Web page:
(1) Bill or note issued by the Bank of England or the Bank of Ireland.

(2) Draft or order drawn by any banker in the United Kingdom upon any other banker in the United Kingdom, not payable to bearer or to order, and used solely for the purpose of settling or clearing any account between such bankers.

(3) Letter written by a banker in the United Kingdom to any other banker in the United Kingdom, directing the payment of any sum of money, the same not being payable to bearer or to order, and such letter not being sent or delivered to the person to whom payment is to be made, or to any person on his behalf.

(4) Letter of credit granted in the United Kingdom, authorizing drafts to be drawn out of the United Kingdom payable in the United Kingdom.

(5) Draft or order drawn by the Paymaster-General on behalf of the Court of Chancery in England, or by the Accountant-General of the Supreme Court of Judicature in Ireland.

(6) Warrant or order for the payment of any annuity granted by the National Debt Commissioners, or for the payment of any dividend or interest on any share in the Government or Parliamentary stocks or funds.

(7) Bill drawn by any person under the authority of the Admiralty upon and payable by the Accountant-General of the Navy.

(8) Bill drawn (according to a form prescribed by Her Majesty's orders by any person duly authorized to draw the same) upon and payable out of any public account for any pay or allowance of the army or auxiliary forces or for any other expenditure connected therewith.

(9) Draft or order drawn upon any banker in the United Kingdom by an officer of a public department of the State for the payment of money out of a public account.

(10) Bill drawn in the United Kingdom for the sole purpose of remitting money to be placed to any account of public revenue.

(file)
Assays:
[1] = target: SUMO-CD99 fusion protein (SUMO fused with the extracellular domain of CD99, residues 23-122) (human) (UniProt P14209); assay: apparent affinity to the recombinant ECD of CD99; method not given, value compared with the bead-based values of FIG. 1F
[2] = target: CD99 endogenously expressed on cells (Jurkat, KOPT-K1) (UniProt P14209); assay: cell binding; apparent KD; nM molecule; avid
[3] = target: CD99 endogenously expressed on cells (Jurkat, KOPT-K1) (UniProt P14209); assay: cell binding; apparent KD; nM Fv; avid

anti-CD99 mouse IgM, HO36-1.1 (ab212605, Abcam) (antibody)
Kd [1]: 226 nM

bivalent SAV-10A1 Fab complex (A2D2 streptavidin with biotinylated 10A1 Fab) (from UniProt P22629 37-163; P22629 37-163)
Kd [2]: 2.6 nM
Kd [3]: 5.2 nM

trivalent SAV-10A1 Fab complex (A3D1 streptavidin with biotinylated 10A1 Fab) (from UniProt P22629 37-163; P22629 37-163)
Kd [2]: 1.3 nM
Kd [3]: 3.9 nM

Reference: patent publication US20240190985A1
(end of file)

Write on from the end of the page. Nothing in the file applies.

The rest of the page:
(11) Coupon or warrant for interest attached to and issued with any security, or with an agreement or memorandum for the renewal or extension of time for payment of a security.

By Sect. 40 of the Finance Act, 1895 (57 and 58 Vict. c. 30), it is enacted that "A coupon for interest, on a marketable security as denned by the Stamp Act, 1891, being one of a set of coupons, whether issued with the security, or subsequently issued in a sheet, shall not be chargeable with any stamp duty."

By the Friendly Societies Act, 1896 (59 and 60 Vict. c. 25, s. 33), cheques drawn by Friendly Societies, registered under the Act, upon their bankers are exempt from stamp duty.

The stamp duty upon the protest of any bill of exchange or promissory note is:

When the duty on the bill or note does not exceed 1s., the same duty as the bill or note.

In any other case............1s.

Until 1895 a receipt written upon a duly stamped bill of exchange or promissory note did not require a receipt stamp, but this was altered by Sect. 9 of the Finance Act, 1895, and such receipts must now bear a penny stamp in addition to the stamp on the bill or note, "provided that neither the name of a banker (whether accompanied by words of receipt or not), written upon a bill of exchange or promissory note duly stamped, nor the name of payee written upon a draft or order if payable to order shall constitute a receipt chargeable with duty."

A person under the age of twenty-one years who has signed a bill whether as drawer, accepter, or endorser, is not liable on the bill and cannot successfully be sued upon it; but he can transfer a good title, and a holder in due course who holds a bill signed by a minor as drawer or endorser, is entitled to receive payment of the bill, and to enforce it against any other party thereto.